I then noted that the expected loss in minutes of life after doing this calculation was considerably less than the time I'd be spending at this concert, and so if I cared enough about the concert to go in the first place I should go anyways. Remembering back I think I didn't properly quantify the risks to my wife, her other partner, and his other partner, and people outside of the group who we might have given it to, but I'm not at all sure that that would have mathematically changed the decision, and it simply points to additional factors that need to be included in the calculations, and that even taking the well being of people in your bubble as exactly as valuable as your own well being does not automatically imply that you should sit at home and never do anything.

Comment by Timothy Underwood (timothy-underwood-1) on Centrally planned war · 2021-01-06T13:35:38.959Z · LW · GW

You might find the way mercenary armies functioned during the 30 years war interesting.

Comment by Timothy Underwood (timothy-underwood-1) on Coronavirus and Rents II · 2020-09-09T16:45:31.807Z · LW · GW

Huh, my instinctive (and thus likely to be wrong) hypothesis is that coronavirus hasn't economically hurt rich people very much, so the competitive house price dynamics for big units are still going on, while it has hit poorer people much harder.

Comment by Timothy Underwood (timothy-underwood-1) on When can Fiction Change the World? · 2020-08-29T08:05:33.049Z · LW · GW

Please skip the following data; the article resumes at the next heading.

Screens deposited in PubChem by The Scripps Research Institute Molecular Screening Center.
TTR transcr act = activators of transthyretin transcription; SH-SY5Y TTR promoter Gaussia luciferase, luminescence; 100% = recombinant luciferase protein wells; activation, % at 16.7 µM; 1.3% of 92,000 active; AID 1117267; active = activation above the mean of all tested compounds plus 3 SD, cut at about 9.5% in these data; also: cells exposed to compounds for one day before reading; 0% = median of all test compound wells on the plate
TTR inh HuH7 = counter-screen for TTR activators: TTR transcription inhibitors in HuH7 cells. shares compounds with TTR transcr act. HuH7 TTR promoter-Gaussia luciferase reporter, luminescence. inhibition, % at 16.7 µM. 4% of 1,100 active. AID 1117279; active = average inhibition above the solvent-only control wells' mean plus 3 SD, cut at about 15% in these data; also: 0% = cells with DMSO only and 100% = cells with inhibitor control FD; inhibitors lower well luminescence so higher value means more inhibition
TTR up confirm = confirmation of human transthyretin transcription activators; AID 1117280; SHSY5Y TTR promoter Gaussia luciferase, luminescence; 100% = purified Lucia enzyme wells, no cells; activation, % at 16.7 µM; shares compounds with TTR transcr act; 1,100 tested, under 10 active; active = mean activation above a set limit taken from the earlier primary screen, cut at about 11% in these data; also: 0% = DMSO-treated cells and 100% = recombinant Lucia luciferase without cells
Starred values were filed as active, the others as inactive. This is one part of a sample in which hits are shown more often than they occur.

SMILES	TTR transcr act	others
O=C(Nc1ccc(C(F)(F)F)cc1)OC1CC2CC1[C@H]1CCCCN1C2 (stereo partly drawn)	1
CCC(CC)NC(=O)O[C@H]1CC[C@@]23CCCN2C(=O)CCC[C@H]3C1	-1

I'm a writer, not a technical person -- what I'm interested in trying to do is signal boosting ideas that within the community to the sort of general tech audience that reads hard sci fi novels, in the hopes of boosting serious interest and awareness around the subject, rather than painting a particular approach as the right approach.

Comment by Timothy Underwood (timothy-underwood-1) on When can Fiction Change the World? · 2020-08-28T13:01:30.443Z · LW · GW

I think that was a great comment :)

As for how this idea can be used -- I'd say that as a sort of artistic thing, as described it feels a little deus ex machina, which isn't necessarily a bad thing, its just I'm right now personally trying to come up with stories where by the time the AI is actually on the verge of being developed, enough right choices were made earlier that it is inevitable things go well, with the idea that what is valuable now is encouraging people to build the institutions and safety procedures into their system so that it doesn't come close. On the other hand that doesn't optimize for strong conflicts and climax, and I think your plan could do that really well.